Top 5 Bushcraft Knots

I was told many years ago that the entire world was once held together with cordage. That statement has stayed with me until this day. Being that I sleep under a tarp or in a tent more than I sleep indoors, I suppose that statement holds true to me in modern times, as well. 

 I must admit that choosing the best Bushcraft knots was not an easy assignment for me. There are so many great knots that do exactly what they are supposed to do and do it well. I’m proud of my knot skills, and  I personally use many different knots for various applications when I’m in the outdoors. So, I had to ask myself. “Self, if  I could only use five knots for the rest of my life, what would they be?” 

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Bushcraft Kelso’s Top 5 Everyday Carry Items

5 Things @bushcraftkelso

Never Leaves Home Without

Everyday carry (EDC) or every-day carry is a collection of useful items that are consistently carried on person every day. The main reasons for having EDC are utility and preparedness; to help individuals overcome simple everyday problems, including possible emergency situations.

First off, I want to say I carry so much stuff it’s crazy, and I’m okay with that. However, if I have to choose five items, I can easily do that too. I break my EDC down into “pockets,” front right, front left, etc. My front right is my “most used items” pocket. I also carry the normal items like my wallet, a multitool, and a belt knife.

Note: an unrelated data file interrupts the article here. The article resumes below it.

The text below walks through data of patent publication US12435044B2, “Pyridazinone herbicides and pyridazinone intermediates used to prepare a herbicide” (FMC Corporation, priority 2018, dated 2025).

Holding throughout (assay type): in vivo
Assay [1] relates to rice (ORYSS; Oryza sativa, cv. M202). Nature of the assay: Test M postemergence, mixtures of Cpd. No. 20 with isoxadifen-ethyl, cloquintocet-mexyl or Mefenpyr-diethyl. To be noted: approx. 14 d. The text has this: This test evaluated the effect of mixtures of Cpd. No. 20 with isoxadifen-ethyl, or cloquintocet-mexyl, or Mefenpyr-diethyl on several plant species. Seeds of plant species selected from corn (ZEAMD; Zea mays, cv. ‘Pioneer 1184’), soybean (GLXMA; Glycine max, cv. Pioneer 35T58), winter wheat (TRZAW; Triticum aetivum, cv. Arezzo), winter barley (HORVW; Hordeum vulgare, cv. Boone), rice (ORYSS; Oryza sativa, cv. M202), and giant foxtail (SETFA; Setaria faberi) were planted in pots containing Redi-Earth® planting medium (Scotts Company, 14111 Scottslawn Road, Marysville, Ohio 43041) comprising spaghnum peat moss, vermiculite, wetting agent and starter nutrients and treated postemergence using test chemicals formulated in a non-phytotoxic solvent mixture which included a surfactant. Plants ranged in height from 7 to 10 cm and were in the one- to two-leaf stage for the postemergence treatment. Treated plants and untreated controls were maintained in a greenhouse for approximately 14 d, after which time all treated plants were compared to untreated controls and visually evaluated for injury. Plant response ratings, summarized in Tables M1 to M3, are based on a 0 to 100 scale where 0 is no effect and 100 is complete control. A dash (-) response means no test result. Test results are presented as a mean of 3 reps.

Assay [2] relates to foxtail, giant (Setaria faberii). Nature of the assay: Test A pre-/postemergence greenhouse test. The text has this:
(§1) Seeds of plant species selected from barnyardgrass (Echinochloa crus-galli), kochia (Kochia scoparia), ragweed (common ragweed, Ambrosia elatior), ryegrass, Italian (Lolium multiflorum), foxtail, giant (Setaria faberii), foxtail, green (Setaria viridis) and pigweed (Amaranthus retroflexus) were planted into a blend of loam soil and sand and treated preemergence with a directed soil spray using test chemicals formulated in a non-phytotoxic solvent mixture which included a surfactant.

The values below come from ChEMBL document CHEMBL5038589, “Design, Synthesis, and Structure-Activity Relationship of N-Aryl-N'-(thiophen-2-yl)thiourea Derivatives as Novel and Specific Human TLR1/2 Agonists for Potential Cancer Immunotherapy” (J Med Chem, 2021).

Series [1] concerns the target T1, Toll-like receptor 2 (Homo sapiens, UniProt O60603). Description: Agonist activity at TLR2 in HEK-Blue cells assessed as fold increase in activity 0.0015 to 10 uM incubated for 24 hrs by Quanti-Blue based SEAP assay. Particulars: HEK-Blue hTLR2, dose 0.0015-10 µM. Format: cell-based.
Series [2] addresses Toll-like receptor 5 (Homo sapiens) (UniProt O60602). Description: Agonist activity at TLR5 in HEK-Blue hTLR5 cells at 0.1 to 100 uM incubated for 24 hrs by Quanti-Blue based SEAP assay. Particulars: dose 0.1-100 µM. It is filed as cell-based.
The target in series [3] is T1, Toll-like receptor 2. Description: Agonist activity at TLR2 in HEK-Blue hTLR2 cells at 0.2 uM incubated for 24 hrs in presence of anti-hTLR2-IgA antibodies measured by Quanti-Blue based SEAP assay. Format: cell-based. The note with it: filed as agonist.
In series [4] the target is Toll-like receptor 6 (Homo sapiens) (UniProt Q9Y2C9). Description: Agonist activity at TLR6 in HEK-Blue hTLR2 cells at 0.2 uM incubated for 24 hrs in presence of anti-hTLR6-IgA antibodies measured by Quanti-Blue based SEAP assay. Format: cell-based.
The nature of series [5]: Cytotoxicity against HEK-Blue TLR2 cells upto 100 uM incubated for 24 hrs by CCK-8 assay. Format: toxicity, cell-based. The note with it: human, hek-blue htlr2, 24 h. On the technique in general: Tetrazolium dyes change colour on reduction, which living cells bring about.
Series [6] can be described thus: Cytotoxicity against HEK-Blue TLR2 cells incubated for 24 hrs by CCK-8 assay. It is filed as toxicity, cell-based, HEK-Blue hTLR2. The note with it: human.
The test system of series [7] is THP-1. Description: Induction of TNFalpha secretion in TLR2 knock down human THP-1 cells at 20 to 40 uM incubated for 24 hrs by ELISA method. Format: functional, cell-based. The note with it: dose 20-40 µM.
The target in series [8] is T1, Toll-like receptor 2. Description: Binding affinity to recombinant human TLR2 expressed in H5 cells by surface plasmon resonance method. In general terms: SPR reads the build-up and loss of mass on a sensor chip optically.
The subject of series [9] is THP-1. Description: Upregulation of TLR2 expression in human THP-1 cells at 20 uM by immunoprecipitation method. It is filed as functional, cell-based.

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Outdoor Survival Skills

by Larry Dean Olsen

While Larry Dean Olsen might not be as well known as some of the legends of the bushcraft and survival world, he most definitely deserves a spot amongst their ranks. Mr. Olsen approaches survival from the viewpoint that a true survivor can live off the land without the aid of manufactured equipment. After reading Larry’s book, Robert Redford asked him to be a technical consultant on “Jeremiah Johnson.” Outdoor Survival Skills is organized into the normal sections of fire, water, plants, animals, and special skills, but you can be sure that each includes unique knowledge that isn’t found in the majority of bushcraft books. From unique traps to how to derive sugar from roasted ants, this text will surely impart new knowledge on bushcrafters from novice to expert. Even though the first edition of Outdoor Survival Skills was published in 1967, the information it includes is no less relevant, and this book belongs on the shelf of everyone that is interested in bushcraft, survival, and primitive skills. 

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